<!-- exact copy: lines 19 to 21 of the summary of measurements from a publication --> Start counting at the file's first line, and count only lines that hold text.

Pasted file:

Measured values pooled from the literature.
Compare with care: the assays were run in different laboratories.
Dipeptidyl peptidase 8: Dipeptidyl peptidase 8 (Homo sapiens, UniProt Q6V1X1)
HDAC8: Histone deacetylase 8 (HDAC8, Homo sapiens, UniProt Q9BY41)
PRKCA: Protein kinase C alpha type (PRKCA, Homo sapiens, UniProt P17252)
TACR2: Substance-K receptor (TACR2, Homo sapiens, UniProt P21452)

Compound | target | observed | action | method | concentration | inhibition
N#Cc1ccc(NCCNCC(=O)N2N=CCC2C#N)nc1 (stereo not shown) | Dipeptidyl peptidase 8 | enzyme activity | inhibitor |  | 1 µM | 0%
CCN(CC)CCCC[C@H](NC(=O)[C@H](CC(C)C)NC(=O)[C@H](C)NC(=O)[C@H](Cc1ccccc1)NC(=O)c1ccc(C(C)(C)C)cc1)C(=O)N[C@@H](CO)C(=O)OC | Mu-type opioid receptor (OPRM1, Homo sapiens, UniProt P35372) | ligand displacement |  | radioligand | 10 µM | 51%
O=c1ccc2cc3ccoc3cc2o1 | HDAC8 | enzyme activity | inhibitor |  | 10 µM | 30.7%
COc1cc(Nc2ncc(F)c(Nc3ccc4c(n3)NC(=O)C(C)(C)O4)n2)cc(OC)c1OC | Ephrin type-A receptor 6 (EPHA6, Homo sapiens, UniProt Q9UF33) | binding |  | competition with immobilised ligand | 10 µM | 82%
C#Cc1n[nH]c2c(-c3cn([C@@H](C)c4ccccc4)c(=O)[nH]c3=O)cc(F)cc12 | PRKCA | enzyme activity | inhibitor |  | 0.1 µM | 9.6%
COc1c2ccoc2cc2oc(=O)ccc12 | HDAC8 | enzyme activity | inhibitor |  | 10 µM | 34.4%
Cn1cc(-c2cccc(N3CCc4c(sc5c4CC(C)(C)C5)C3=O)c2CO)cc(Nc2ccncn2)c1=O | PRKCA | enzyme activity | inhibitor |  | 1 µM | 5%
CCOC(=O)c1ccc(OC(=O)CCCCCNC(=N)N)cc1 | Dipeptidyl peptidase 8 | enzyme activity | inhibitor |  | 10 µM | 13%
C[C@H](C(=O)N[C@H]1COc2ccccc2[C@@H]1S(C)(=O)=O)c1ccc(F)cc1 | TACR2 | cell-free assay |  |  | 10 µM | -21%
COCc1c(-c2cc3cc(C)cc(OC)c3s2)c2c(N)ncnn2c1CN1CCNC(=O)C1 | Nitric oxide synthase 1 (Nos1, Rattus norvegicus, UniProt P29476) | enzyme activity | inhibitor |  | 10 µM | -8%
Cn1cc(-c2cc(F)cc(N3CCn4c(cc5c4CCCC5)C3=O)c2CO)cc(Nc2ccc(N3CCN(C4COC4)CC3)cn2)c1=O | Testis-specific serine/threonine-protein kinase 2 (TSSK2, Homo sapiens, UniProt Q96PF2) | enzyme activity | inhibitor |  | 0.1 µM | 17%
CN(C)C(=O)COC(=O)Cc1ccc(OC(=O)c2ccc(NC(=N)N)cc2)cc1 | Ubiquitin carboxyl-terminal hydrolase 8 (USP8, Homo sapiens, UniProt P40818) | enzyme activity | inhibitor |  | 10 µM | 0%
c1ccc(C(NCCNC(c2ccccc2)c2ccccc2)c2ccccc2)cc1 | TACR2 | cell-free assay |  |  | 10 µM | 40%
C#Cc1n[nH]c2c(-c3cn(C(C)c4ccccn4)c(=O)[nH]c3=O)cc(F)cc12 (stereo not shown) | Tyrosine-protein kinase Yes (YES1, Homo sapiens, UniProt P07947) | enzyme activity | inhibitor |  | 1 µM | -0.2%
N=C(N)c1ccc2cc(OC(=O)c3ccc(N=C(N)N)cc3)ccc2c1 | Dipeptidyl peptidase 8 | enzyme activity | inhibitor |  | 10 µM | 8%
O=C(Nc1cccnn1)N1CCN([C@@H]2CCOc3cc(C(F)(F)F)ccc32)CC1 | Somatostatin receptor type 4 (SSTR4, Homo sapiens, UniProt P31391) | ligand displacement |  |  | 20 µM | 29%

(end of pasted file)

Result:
CN(C)C(=O)COC(=O)Cc1ccc(OC(=O)c2ccc(NC(=N)N)cc2)cc1 | Ubiquitin carboxyl-terminal hydrolase 8 (USP8, Homo sapiens, UniProt P40818) | enzyme activity | inhibitor |  | 10 µM | 0%
c1ccc(C(NCCNC(c2ccccc2)c2ccccc2)c2ccccc2)cc1 | TACR2 | cell-free assay |  |  | 10 µM | 40%
C#Cc1n[nH]c2c(-c3cn(C(C)c4ccccn4)c(=O)[nH]c3=O)cc(F)cc12 (stereo not shown) | Tyrosine-protein kinase Yes (YES1, Homo sapiens, UniProt P07947) | enzyme activity | inhibitor |  | 1 µM | -0.2%